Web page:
By LA Weekly
By Henry Rollins
By Weekly Photographers
By Shea Serrano
By Nate "Igor" Smith
By Dan Weiss
By Erica E. Phillips
By Kai Flanders
Seaweed:Actions and Indications (Merge)
Seaweed is an emocore band with gloomy lyrics you can make some sense of, rather than having to wade through their self-indulgence. Seaweed can also rock, as they do on the Fugazi-like anthem "Red Tape Parade" and on their fine and fitting cover of Joy Division's "Warsaw." The band's two guitarists are skilled at devising portentous chords to go with songs about sad eyes, scars and bad luck, the best of which is the devastating "What Are We Taking?," about completely giving up hope. Mostly, though, while the lyrics are somber, the music bolts at a slam pit's pace.
Screeching Weasel:Television City Dream (Fat Wreck Chords)
The undiluted snotty-punk Television City Dream is another classic Screeching Weasel record, following the band's brilliant EP Major Label Debut, which seemed at the time of its release as pissed-off and obnoxious as any record ever. Not so. Television City Dream is even more odious, and the lyrics even more biting, with leading punk-rock pundit Ben Weasel mouthing off on a variety of subjects, including his own rotten generation. On "We Are the Generation X," he screams, "My generation is full of shit/My generation don't give a shit about nothing/My generation puts on an act/My generation will sell its ass like it's nothing/'cause my generation's nothing/My generation is fat and weak/My generation can barely speak without whining." There's also "Dirty Needles," a public-service announcement set to an infectious pop-punk beat that asks junkies not to use their pals' hypos, and "Dummy Up," which, like a lot of rap tunes, advises folks not to say a word to the cops when questioned. Why did Ben Weasel waste so much time with his lame-ass, Ramones-influenced other project, the Riverdales, which nobody really liked? Screeching Weasel, who never tour and have never played L.A., are one of the greatest punk bands of all time, with a library of timeless albums recorded in the space of a decade.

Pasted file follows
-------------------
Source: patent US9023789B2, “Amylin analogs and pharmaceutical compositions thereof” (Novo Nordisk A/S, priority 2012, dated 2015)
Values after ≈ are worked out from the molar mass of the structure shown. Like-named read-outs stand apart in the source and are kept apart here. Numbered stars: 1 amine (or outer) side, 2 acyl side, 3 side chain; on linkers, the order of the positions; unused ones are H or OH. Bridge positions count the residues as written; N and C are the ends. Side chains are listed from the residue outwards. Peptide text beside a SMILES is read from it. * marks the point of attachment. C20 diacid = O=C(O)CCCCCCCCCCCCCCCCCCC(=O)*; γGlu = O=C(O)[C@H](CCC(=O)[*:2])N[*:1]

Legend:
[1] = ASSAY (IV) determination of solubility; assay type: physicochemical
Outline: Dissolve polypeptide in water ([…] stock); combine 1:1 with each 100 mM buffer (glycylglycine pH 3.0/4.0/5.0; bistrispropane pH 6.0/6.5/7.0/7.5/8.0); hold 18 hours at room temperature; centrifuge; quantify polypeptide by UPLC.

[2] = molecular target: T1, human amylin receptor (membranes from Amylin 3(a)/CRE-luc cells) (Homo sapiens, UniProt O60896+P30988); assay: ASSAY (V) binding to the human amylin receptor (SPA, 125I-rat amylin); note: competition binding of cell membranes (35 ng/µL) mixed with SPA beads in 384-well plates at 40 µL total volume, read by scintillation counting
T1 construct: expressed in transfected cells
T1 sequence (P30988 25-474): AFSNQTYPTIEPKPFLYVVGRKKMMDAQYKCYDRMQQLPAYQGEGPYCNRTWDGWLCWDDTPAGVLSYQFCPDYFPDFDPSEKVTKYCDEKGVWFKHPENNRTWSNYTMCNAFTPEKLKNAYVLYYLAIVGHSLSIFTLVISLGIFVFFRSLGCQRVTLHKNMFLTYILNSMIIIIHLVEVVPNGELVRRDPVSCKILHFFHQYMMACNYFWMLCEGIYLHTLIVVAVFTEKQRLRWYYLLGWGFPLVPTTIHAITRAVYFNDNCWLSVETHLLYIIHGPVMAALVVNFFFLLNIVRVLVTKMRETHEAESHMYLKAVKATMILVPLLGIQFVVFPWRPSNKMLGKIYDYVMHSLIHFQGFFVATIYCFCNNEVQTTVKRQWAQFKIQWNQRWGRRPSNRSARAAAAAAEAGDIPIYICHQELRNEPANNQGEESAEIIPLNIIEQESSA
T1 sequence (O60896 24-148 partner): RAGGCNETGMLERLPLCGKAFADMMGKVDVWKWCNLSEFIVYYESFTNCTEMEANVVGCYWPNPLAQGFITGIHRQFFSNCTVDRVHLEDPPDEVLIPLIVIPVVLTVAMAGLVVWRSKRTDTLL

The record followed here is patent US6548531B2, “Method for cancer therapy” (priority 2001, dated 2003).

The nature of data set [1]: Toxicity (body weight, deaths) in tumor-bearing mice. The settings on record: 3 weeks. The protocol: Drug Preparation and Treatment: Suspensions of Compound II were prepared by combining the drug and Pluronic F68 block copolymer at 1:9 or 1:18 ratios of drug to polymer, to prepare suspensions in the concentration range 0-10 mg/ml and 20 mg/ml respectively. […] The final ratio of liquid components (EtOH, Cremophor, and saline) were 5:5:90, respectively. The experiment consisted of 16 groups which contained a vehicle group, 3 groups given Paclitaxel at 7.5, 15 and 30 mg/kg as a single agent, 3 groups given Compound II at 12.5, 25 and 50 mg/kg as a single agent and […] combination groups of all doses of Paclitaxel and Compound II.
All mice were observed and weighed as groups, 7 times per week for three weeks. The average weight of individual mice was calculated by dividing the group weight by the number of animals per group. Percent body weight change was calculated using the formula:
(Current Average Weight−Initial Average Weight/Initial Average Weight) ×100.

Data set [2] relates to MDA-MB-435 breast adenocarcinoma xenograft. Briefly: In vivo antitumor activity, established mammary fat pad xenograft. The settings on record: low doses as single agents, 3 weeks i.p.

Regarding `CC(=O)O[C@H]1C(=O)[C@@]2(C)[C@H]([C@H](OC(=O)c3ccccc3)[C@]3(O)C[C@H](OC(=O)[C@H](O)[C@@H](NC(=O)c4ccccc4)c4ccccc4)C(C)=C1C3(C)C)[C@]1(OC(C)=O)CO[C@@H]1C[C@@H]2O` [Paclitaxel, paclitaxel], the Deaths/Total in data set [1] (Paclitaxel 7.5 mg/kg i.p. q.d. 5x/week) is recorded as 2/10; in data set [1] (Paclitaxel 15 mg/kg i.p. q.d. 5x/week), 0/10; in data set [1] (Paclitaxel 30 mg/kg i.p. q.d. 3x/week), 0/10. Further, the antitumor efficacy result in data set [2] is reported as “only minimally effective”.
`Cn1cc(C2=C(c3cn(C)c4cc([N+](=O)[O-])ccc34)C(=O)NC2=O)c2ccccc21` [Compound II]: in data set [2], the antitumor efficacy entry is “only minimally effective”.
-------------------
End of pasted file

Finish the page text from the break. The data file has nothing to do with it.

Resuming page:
Knowledge:A Gift Before I Go (Asian Man)
This record comes out after the death of Knowledge's singer, Nick Traina, a 19-year-old manic-depressive. (His mom, author Danielle Steel, has written a best-seller, His Bright Light, about his life.) You'll find no hint of Traina's depression in these way-better-than-average, upbeat ska/punk tunes, which boast harmonies that sound like they were sung by an entire bar full of people. Knowledge, named after an Operation Ivy song, also pull off merciless New Yorkstyle hardcore numbers like "Stomp Out" and "Inikwity" and catchy ska tunes like "Clinton Youth," segueing nimbly from one to the other. Lyrically, it's ska- and reggae-influenced stuff about how we all need to unify and love one another, which I guess is okay if you're a goddamn hippie!
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